Can Spousal Support Enforcement Delay Constituted Laches ?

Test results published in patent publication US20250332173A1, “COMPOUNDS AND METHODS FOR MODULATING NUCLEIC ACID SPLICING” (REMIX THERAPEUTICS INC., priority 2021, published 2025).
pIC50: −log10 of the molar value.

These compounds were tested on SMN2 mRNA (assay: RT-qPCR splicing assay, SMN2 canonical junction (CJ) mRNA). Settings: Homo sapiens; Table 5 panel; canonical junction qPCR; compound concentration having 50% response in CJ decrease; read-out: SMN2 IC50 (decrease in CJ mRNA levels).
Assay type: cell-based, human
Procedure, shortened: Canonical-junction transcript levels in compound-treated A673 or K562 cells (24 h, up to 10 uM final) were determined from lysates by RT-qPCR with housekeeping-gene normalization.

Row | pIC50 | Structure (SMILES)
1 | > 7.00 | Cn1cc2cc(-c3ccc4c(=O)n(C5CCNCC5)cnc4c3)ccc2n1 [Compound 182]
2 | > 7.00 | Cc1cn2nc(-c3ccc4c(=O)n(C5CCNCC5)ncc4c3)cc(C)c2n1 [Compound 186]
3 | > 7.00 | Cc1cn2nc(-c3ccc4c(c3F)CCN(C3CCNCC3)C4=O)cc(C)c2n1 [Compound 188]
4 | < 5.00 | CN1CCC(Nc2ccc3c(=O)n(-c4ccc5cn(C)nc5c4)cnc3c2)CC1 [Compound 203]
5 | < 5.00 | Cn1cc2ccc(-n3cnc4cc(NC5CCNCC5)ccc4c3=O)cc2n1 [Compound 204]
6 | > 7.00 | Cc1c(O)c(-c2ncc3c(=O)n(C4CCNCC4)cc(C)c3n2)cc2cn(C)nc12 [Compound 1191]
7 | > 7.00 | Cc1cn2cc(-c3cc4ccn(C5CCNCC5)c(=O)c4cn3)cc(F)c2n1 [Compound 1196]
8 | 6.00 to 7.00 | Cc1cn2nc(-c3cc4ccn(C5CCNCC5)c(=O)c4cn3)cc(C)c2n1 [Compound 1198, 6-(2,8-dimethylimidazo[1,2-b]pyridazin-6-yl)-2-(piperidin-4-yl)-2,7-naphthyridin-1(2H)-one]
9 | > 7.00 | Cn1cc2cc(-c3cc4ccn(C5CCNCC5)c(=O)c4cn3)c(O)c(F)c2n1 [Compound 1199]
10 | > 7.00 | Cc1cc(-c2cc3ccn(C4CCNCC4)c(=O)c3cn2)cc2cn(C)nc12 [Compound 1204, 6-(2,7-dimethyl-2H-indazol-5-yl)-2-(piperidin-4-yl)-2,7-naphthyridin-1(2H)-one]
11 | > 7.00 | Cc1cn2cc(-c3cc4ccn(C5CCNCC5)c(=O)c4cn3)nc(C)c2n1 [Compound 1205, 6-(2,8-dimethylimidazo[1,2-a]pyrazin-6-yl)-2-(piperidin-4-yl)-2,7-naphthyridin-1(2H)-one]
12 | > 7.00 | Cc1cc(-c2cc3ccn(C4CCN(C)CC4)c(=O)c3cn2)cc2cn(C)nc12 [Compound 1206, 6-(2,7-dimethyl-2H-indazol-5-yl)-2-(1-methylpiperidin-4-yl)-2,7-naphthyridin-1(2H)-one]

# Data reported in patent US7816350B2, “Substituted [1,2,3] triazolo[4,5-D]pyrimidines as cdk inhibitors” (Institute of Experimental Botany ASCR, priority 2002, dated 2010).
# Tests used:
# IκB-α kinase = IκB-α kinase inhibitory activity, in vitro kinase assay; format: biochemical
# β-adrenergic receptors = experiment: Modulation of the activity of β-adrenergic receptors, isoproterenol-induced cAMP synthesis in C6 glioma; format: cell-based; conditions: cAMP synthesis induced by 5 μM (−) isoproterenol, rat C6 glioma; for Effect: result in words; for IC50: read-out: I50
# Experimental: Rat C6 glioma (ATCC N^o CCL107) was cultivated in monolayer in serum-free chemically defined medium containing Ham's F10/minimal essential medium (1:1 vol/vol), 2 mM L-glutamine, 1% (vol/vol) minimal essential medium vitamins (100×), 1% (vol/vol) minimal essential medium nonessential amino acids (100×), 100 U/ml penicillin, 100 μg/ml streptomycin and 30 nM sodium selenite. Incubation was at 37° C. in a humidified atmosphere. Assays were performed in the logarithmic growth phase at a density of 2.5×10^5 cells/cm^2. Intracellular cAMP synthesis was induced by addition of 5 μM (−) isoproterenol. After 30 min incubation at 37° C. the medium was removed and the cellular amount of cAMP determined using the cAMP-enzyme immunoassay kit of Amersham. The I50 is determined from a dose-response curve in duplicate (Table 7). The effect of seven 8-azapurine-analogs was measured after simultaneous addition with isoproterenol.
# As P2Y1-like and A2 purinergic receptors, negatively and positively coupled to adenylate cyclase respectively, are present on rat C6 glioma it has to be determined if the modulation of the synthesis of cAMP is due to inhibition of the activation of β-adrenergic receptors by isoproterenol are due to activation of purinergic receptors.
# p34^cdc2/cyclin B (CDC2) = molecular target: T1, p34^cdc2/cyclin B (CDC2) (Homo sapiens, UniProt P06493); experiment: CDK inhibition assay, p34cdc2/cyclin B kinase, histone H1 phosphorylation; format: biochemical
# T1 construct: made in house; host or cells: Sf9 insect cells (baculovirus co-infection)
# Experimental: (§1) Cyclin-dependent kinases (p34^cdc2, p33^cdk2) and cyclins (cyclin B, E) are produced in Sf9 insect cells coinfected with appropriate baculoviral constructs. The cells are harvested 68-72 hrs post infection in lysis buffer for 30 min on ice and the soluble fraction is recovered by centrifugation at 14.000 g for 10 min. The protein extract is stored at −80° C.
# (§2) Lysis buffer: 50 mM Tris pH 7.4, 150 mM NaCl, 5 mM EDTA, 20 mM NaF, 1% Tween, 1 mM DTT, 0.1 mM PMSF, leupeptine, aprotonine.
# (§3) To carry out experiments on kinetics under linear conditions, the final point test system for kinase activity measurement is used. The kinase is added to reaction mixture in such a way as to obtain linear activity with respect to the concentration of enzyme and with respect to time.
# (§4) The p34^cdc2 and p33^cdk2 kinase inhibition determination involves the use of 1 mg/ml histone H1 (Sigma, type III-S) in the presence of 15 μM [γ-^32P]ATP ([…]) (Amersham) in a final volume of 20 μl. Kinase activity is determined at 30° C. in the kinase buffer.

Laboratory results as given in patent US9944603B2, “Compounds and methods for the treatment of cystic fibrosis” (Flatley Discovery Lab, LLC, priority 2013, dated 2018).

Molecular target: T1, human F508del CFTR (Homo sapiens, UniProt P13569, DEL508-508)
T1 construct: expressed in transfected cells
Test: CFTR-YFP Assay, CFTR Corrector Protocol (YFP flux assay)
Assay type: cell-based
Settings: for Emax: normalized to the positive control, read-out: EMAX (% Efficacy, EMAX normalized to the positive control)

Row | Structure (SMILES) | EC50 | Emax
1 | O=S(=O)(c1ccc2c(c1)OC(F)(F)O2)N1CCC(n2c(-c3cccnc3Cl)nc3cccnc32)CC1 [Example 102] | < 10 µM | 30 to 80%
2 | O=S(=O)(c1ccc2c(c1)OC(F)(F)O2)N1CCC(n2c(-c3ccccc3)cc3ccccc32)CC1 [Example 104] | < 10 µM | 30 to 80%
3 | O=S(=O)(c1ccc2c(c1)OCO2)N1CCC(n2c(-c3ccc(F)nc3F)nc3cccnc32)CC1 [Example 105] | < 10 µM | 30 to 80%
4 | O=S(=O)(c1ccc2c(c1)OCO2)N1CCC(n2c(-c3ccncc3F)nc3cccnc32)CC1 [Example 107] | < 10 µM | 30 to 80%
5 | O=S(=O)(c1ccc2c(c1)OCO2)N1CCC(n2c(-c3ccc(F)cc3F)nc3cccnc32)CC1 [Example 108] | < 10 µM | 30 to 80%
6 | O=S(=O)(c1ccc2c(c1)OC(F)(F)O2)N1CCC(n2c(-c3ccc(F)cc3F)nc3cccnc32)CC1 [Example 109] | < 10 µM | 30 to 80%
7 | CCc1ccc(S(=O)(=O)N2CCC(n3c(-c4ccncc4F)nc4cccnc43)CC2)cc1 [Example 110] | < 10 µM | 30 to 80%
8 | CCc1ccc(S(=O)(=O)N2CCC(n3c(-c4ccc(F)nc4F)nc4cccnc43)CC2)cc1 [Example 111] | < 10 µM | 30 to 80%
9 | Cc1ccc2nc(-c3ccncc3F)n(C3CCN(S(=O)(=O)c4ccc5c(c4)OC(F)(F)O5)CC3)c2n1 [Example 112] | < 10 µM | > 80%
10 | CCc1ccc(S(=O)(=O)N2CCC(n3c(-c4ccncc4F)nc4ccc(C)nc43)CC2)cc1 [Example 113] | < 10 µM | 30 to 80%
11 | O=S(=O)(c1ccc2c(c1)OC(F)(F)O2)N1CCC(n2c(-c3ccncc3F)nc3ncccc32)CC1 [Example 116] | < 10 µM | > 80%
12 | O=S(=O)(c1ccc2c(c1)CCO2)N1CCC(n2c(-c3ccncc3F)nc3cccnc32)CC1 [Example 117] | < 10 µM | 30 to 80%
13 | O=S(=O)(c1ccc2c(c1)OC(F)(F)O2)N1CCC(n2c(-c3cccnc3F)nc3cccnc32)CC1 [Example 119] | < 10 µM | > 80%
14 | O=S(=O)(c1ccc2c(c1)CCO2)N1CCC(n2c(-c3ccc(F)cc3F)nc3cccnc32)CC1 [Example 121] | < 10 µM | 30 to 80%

In In re Marriage of Plescia (1997), 59 Cal. App. 4th 252, the appellate court upheld the trial court's ruling that a nine-year delay in seeking to enforce two years of past due spousal support, plus prejudice to the debtor-spouse (who had retired), constituted laches. The appellate court also held that the elimination of a period of limitations for enforcing a spousal support order did not eliminate the applicability of a laches defense. Next, the court stated that a traditional common law defense cannot be supplanted without specific legislative directive. (Id. at p. 261.) Finally, the Plescia court decided that the Legislature's evident elimination of diligence (as to judgments for support) did not necessarily also eliminate laches, since there are different elements involved in laches, i.e., unreasonable delay coupled with prejudice to the party asserting the defense. (Id. at p. 262.) California cases offer differing viewpoints on the appropriate standard of review for the allowance or disallowance of laches as an affirmative defense. Some of the authorities hold that the trial court's decision is reviewed for abuse of discretion, and that such decision will not be disturbed absent a clear showing of abuse. (Lohman v. Lohman, supra, 29 Cal. 2d at p. 149; Di Corpo v. Di Corpo, supra, 33 Cal. 2d at p. 200; Levene v. Levene, supra, 109 Cal. App. 2d at p. 157; Rupp v. Rupp, supra, 129 Cal. App. 2d at pp. 24-25.) Other cases have employed the substantial evidence test. ( Marshall v. Marshall (1965) 232 Cal. App. 2d 232, 252 [42 Cal. Rptr. 686]; Teixeira v. Verissimo (1966) 239 Cal. App. 2d 147, 158 [48 Cal. Rptr. 496].) At least one case has used a mixed standard, stating that a ruling made within the trial court's discretion will stand unless there is a "manifest injustice, or unless the conclusion reached in the court below does not find substantial support in the evidence." (Rouse v. Underwood (1966) 242 Cal. App. 2d 316, 323 [51 Cal. Rptr. 437].)